Then, I discovered “underground” lifestyles. I explored different lifestyles. I tried swinging, open relationships, polyamorous relationship, monogamy, poly-monogamy, Female-Led-Relationships, and BDSM to name a few. Meanwhile, I searched for a relationship design about which I felt passionate. Each lifestyle provided new experiences, but none held my attention, nor were they what I needed. Nothing quite fit. I felt like a failure at love and relationships.
Nowhere to Go But Up
This affected me deeply and I felt like I had hit rock bottom in my romantic life. I struggled to find fulfillment while hiding my true nature and my needs. Though I wanted to enjoy my ideal relationship, I was unprepared for how to share myself with someone else. I avoided discussing my needs. I dated men I thought fit the profile of “my future husband.” I reshaped myself to hide my true nature, foolishly hoping love would bring acceptance. Instead, I became an expert at reinventing myself; I was a relationship chameleon.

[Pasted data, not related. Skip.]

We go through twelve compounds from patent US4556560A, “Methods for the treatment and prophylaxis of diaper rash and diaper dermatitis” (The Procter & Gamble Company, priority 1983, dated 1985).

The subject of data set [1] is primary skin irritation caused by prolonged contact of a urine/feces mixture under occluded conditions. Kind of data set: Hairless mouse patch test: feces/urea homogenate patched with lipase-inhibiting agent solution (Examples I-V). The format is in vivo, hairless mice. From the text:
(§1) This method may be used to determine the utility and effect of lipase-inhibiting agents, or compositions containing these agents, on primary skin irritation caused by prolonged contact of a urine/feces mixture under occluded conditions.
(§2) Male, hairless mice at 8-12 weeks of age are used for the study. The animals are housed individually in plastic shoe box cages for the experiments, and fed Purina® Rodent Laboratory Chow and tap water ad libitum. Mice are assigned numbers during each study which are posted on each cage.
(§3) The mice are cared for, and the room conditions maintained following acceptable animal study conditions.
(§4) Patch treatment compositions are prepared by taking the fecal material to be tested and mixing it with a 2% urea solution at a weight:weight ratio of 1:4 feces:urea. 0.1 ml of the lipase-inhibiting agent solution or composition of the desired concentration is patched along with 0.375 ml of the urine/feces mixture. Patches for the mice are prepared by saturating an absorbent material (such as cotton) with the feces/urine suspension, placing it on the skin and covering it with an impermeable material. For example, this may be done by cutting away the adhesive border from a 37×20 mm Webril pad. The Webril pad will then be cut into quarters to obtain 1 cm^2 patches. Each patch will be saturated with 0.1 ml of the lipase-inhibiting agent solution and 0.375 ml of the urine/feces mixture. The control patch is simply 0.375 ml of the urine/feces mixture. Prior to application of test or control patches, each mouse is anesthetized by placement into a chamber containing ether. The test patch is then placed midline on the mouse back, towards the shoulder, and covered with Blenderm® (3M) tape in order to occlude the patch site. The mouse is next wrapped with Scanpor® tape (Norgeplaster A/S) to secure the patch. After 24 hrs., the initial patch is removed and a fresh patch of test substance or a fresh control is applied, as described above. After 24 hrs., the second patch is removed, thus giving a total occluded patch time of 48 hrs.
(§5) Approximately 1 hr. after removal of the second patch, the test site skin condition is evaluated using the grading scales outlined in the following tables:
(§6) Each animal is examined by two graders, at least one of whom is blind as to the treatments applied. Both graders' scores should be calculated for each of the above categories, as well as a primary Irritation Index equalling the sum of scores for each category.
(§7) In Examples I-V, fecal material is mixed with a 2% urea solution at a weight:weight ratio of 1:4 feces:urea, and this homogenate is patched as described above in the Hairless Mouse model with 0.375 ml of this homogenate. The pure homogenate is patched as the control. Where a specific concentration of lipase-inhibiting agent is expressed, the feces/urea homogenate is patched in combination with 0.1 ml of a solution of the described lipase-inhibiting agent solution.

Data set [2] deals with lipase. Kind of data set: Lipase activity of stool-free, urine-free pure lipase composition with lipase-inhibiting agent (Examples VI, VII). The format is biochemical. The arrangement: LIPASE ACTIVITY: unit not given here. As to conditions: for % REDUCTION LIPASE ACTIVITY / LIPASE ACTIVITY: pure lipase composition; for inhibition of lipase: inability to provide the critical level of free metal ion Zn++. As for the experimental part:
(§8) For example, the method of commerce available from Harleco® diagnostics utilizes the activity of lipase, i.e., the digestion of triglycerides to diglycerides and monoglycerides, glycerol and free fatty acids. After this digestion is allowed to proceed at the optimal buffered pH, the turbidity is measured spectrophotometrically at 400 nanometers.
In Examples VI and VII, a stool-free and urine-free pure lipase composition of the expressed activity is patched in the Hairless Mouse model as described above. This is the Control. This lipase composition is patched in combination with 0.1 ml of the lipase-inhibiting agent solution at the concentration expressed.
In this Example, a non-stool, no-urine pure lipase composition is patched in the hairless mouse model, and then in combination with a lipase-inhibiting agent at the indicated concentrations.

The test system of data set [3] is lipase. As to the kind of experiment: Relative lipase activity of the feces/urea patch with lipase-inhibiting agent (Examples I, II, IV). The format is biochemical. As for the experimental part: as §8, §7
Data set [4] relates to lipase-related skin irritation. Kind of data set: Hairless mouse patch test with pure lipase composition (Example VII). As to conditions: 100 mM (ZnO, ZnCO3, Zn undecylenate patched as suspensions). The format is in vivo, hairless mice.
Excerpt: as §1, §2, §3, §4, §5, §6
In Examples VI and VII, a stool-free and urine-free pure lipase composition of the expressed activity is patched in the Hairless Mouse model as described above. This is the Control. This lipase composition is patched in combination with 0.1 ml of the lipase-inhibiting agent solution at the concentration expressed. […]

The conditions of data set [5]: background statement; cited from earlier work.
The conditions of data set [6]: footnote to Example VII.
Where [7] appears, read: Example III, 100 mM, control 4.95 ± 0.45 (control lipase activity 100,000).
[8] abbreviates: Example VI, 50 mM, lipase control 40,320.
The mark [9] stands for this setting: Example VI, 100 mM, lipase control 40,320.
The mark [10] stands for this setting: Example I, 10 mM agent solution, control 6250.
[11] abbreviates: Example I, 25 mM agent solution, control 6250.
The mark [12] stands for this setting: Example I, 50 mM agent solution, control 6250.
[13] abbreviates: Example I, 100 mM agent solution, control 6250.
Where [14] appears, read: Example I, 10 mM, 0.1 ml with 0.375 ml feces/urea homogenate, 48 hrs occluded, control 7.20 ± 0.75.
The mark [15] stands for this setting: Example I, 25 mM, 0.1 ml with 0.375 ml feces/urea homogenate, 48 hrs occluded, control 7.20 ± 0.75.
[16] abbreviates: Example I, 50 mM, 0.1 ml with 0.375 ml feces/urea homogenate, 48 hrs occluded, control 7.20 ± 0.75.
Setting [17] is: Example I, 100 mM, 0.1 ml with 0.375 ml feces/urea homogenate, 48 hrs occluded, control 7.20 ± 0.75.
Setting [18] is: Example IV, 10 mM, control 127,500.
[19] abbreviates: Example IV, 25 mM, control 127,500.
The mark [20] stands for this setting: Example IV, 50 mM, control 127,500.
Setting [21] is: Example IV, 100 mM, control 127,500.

By my late twenties, I was emotionally crippled by the fear of sharing my true nature. I was in an unhealthy relationship, living in a stressful home environment, isolated, struggling with depression and financial trouble, and wondering what went wrong. Mistakenly, I thought that admitting what I was doing was not working would be more painful than continuing the vicious cycle of disappointment and hurt feelings.
I felt lost and hopeless, but those relationships were valuable experiences. Without them, I would not know myself as intimately as I do today. However, the roles I played in those relationships did not match what I felt inside. I knew I was wired differently than anything I tried being. It was time to get real and face my fears.